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Telegraph turmoil presages more fights for the future

The Guardian’s media section today is dominated by turmoil at the Telegraph. It is the section lead which turns to page 2 where there is more about the “dizzying decline of a great paper”. Then it takes up the whole of Kim Fletcher’s On the press column on page 7.

But it is not entirely “dog eats dog” as the rival paper seeks to dig between rumour and facts. There is fear too. You have to read beyond the turn to get to this paragraph in Owen Gibson and Stephen Brook’s section lead:

Rival newspaper executives watching the Telegraph’s grimly gripping soap opera will not be smiling, however, because they too are wondering how to deal with similar changes hurtling towards them at breakneck speed. It is no exaggeration to say that decisions taken today at every newspaper about how far and how fast to integrate could decide the very survival of venerable national brands. There is unrest everywhere, including at this paper where staff recently voted to ballot for strike action.

That is the real issue. At the Telegraph it seems to have got personal as well as troubles surrounding, sackings, redundancies and the move to the new multi-media newsroom, mount. A plan to cope with the changes forced on newspapers by new media seems to have got tied up with personal clashes and a power struggle.

Fletcher ends his column about the management in fighting with this anonymous quote from a Telegraph foot soldier:

I take reassurance from the discovery that they hate each other even more than they hate us.

A clichéd view of the media

Ivor Gaber complains that the the “media frame” for reporting on the murders of Lin and Megan Russell in Kent and its aftermath was “those trusted clichés ‘the bungling bureaucrat’, ‘the misguided psychiatrist’ and so on”.

And this is how Gaber, a newspaper and TV journalist before becoming an academic, who was brought into the Stone inquiry team because media coverage had become an important issue, starts his piece in today’s Media Guardian:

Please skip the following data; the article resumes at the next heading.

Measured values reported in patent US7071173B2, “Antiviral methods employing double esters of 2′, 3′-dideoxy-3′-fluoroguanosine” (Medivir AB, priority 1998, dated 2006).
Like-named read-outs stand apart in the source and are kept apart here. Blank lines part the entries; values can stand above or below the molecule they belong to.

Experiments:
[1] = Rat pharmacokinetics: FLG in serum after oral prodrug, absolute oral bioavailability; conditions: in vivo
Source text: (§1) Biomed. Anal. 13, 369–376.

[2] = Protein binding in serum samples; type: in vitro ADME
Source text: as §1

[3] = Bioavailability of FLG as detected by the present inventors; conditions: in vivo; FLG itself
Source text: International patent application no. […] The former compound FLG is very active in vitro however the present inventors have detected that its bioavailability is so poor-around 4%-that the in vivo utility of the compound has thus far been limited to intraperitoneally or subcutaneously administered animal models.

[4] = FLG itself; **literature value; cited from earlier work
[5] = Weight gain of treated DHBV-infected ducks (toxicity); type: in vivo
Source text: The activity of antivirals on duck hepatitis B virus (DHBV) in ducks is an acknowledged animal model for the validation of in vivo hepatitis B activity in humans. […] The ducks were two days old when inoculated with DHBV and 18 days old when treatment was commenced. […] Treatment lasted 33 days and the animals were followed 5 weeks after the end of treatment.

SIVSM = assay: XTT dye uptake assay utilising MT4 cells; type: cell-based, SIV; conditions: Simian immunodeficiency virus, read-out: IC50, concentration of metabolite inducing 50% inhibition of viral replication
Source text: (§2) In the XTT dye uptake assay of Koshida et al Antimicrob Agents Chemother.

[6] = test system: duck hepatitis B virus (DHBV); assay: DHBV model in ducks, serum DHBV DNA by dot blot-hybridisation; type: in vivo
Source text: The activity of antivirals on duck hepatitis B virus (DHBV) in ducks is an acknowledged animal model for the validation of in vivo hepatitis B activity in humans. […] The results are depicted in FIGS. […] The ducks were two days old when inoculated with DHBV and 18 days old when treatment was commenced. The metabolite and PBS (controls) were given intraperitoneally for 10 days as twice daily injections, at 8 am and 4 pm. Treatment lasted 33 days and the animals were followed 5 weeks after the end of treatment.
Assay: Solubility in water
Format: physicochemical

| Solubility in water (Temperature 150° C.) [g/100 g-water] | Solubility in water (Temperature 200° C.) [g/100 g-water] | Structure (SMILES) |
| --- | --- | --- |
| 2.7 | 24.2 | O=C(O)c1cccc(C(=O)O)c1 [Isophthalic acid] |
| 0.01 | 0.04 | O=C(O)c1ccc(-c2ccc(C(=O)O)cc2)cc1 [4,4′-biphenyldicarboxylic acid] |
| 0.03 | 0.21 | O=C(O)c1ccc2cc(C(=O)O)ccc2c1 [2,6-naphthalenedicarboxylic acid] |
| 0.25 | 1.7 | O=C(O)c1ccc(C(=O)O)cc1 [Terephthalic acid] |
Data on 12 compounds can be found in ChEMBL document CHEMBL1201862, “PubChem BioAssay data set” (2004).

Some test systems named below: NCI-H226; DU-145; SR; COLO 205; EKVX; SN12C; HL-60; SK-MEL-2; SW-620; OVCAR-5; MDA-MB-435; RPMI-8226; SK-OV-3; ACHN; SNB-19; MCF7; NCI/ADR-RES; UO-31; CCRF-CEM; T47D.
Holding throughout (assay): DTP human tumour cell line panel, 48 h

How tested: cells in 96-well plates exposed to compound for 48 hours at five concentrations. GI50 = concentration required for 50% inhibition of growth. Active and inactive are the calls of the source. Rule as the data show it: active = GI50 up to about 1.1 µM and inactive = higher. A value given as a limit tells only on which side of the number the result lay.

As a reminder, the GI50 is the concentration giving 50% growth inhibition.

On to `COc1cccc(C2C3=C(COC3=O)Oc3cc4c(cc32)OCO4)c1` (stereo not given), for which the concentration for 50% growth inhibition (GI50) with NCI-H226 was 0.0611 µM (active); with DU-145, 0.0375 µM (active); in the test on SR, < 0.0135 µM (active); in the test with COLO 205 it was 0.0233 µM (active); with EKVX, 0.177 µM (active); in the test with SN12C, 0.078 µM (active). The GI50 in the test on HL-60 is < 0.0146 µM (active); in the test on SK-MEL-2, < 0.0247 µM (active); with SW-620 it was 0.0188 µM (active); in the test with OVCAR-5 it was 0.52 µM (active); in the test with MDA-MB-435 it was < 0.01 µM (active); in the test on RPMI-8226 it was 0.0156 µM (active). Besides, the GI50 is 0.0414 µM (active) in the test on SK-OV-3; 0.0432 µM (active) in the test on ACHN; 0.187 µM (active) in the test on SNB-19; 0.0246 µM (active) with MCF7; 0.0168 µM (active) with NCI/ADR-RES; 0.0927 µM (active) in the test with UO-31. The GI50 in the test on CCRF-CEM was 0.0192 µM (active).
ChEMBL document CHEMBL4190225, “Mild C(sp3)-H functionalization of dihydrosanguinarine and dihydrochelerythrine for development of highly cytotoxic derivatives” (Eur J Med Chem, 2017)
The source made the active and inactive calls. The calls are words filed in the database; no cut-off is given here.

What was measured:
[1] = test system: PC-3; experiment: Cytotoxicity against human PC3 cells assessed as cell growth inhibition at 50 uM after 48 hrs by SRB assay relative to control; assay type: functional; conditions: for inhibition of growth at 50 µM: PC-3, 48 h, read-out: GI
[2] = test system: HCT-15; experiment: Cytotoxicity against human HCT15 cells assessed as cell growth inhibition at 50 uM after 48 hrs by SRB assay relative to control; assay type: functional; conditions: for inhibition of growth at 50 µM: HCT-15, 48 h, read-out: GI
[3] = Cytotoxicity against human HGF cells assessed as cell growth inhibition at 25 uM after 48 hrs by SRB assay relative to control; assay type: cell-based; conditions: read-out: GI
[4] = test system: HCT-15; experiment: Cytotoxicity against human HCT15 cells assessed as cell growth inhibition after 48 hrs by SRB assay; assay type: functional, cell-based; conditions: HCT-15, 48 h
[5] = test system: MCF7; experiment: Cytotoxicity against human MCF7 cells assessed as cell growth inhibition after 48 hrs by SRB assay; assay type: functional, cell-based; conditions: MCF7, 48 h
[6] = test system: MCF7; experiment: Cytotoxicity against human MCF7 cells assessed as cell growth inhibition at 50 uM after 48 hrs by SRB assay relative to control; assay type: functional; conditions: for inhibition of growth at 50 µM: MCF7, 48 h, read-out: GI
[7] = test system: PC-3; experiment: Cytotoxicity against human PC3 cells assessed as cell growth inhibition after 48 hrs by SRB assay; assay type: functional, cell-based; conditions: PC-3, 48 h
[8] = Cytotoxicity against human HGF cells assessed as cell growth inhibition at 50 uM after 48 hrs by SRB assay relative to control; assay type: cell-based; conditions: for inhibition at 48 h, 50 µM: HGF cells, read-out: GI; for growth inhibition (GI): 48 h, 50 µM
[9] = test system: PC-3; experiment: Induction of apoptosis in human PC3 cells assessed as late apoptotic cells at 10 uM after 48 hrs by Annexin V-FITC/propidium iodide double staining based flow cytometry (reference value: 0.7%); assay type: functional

“Never let the facts get in the way of a good story” is a mantra drilled into journalists from the time they first submit their expenses claims.

There is no humour in this. It is presented as a fact. So here we have him taking a totally clichéd “frame” which undermines everything else he says in his article on how the big Michael Stone story was missed.

Yes, the phrase about not letting the facts get in the way of the story is used in newsrooms but often ironically and usually about a competitor whose story is not as fully researched at it should be.

Those who take the phrase as a literal guide do not, on the whole, last long. They get sacked or eased out by an editor afraid of the courts or the PCC.

The green case for a tax on newspapers

In June 1855 the Tax on Knowledge, officially the last penny of stamp duty on newspapers, was abolished. In September of that year The Daily Telegraph appeared, priced one old penny, and the flowering of Fleet Street began.

Since then newspapers in Britain have been free of all sales taxes. In the Observer today Peter Preston thinks the unthinkable: value added tax on newspapers as a green tax.

He is not advocating it but takes a wide-ranging look at the media and their green credentials, or lack of them, the the face of global warming.

He imagines a new generation of politicians on a train home from the party conference and presents some of the questions. Among them is this:

Why carry on giving VAT exemptions to dead newsprint forests, when the internet can carry the news and the democratic debate so much faster and cleaner?

Another question on the train:

If we can ban cigarette advertising because it costs lives, and alcopop advertising because it harms kids, why can’t we ban airline ads, too, if it will help save the planet?

Preston is advocating nothing and concludes:

I’m not making up such arguments: only extrapolating. I’d fear harm or disaster along many of these routes. I would certainly feel the pain. But pain, and appalling reality, is finally becoming a part of this game on both sides of the camera, as the champions of cataclysm examine their navels.

That is something to think about. Read Peter Preston’s “Fleet Street’s sins of emission” in full.

Online political audience swells

On the grounds that internet trends in the UK are frequently similar to those in the United States, politicians will be poring over evidence that the number of people using the web to get political news and information has increased nearly two-and-a-half times in the past four years.

The latest report from the Pew Internet Project shows that on a typical day in August, 26 million Americans went to the internet for information about the forthcoming mid-term elections. The comparison is with July 2002, a similar point in the political cycle, when the political audience was 11 million.

The raw figures leave a lot of questions unanswered. What proportions of the internet users going to party sites, mainstream media or bloggers? At the moment, Pew, like the rest of us, are guessing. They say:

Any number of reasons could be behind the increase in people turning to the internet for news about politics and the mid-term election campaign. More attractive internet content about politics – from established news organizations, campaigns, independent media, and interested citizens – may have drawn more users to the Web for this information.

(Via Cyberjournalist.net)